Chad Ballard, the owner of Cherrystone Aquafarms, knows where his company has been. He can point to a more than 100-year history on the Eastern Shore. Ask him where his business is going, and there’s a little more uncertainty.
A few years ago, Ballard had hoped to plant an additional 20 million clams by expanding his shellfish aquafarming operations along the seaside of the Eastern Shore, but he lost docking privileges at the nearest boat ramp when the Wise Point National Wildlife Refuge decided to phase out docking for commercial vessels.
“It’s their land, I understand that, but it’s put a damper on our ability to grow,” Ballard says. Without docking at Wise Point, Ballard says he’d need to invest in diesel trucks and trailers to transport heavy boats and equipment from his bayside facility to the seaside. That would take an initial investment of around $200,000 with about another $30,000 annually to operate and maintain vehicles.
These challenges are not unique to Cherrystone Aquafarms or to the clam farming industry. Access to the water is shrinking as historic access points become restricted, fall apart, or get sold. But before Virginia’s localities can start prioritizing and preserving working waterfronts, they need to know where these sites are.
“It’s the first step in understanding what is defined as working waterfront by locals, where those sites are, what they have in terms of specialized services, accessibility, and the like,” says Tom Murray, Virginia Sea Grant Marine Extension Program Leader, who teamed up with Virginia Coastal Zone Management to inventory the infrastructure along the coast. When complete, it will be a tool to promote economic sustainability in Virginia’s coastal communities.
A working waterfront is any waterfront property or facility that enables waterfront businesses. Murray, an economist at Virginia Institute of Marine Science, has been in the center of the working waterfronts movement for more than five years. In Virginia, he is credited with bringing together commercial and recreational users who would normally compete with one another for space to work together to preserve access for both interests. Today, working waterways and waterfronts is a national movement that has sparked collaboration between states and national legislation to preserve coastal business.
The working waterfronts inventory includes digital mapping, photos, and information about services, such as dockage, sewage, etc., in waterfront facilities in Hampton Roads, the Northern Neck, the Middle Peninsula, and the Eastern Shore.
Murray says that despite a trend toward decreasing access, preliminary results suggest some redundancy in access sites. Having multiple sites filling the same niche sets up localities to start making strategic decisions. Localities can use the inventory to prioritize investments for improvements that will bring the most benefit to business. Investments might include anything from dredging and other waterway maintenance to bringing electricity or water to a site.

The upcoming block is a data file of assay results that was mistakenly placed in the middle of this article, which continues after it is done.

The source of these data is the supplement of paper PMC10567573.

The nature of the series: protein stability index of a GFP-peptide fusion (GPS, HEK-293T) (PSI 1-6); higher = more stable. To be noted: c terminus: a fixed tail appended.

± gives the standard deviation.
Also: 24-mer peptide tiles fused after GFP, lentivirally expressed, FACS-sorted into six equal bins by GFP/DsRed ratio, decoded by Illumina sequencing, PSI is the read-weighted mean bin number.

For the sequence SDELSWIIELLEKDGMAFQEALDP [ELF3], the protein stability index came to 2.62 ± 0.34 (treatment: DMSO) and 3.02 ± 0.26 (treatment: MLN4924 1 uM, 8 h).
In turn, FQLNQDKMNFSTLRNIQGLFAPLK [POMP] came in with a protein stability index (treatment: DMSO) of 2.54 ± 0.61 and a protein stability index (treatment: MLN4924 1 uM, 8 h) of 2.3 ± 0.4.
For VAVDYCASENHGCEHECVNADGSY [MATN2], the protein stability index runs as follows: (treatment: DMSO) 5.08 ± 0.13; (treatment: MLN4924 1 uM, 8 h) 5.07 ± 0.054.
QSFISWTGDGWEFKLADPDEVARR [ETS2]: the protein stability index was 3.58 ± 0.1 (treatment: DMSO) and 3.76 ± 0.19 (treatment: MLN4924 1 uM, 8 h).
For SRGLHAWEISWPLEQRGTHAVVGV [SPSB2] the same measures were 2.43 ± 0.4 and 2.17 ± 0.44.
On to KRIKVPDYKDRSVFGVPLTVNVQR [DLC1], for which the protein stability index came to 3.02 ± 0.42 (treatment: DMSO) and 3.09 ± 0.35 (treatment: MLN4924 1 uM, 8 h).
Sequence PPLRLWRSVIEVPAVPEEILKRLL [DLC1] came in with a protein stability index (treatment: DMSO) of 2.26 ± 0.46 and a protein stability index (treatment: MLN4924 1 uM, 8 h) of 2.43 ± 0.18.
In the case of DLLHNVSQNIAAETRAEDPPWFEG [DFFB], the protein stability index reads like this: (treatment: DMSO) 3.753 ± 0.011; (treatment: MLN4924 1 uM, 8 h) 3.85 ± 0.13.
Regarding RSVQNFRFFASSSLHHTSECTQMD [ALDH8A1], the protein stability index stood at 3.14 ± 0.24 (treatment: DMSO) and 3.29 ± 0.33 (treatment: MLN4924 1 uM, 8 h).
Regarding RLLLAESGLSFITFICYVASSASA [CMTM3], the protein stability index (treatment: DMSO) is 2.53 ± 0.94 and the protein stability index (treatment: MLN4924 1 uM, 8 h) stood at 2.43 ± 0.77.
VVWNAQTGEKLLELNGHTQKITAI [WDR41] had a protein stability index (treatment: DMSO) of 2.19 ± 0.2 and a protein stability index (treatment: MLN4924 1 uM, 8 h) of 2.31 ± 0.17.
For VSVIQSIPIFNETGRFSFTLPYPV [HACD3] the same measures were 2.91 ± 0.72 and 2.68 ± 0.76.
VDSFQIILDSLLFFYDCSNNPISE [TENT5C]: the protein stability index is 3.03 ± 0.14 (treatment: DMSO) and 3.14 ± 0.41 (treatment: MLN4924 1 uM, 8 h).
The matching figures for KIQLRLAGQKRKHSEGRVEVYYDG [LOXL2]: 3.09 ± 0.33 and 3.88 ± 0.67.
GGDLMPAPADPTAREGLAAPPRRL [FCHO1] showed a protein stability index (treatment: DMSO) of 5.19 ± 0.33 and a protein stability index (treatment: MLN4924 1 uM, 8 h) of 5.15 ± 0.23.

Prioritizing public access points is especially important as private access decreases. For example, Doug Meredith of the Gloucester County Economic Development Department estimates that two local seafood processors have closed their doors when the owners passed away or retired over the past five years. The loss of those facilities could mean a lot for watermen who need access to processing sites near where they fish.
“If you work in the Upper York, you’re not going to [the Lower York River] to off-load. The cost of fuel becomes inefficient for business. As fuel goes up, as the price of raw material goes down, they need short runs to break even. If they can’t get those runs, they can’t go out,” Meredith says. In other words, you need the right access in the right places.
Ballard’s company also relies on private landowners for access. He says that his crews have around fifteen different access points on private property throughout the Eastern Shore.
“We are working with a lot of great landowners that allow us to use their property to access the water,” says Ballard. “However, we are only able to operate on a small scale at those locations because of their residential nature.”
These private agreements work for now, but if the land gets sold, it will be up to the discretion of future owners whether he can do business there.
“To get the kind of access we truly need, you would have to build a good-size ramp with parking and docking,” Ballard says.
With the rising demand for coastal property, many aren’t optimistic that private owners will continue to be so willing to cooperate with businesses. According to U.S. census data, Virginia ranks in the top five states for coastal population increase. The population of coastal counties increased by nearly 50 percent from 1980 to 2003, and more than 180,000 building permits were issued for single-family and multifamily residences in Virginia’s coastal counties from 1999 to 2003.
It’s an upstream battle, but for coastal communities in Virginia, the key is maintaining economic diversity and balancing future development with current industry.
“Working watermen are an integral part to this economy and community,” says Meredith. “You certainly don’t want to kill historic industry in your county to get those developments.”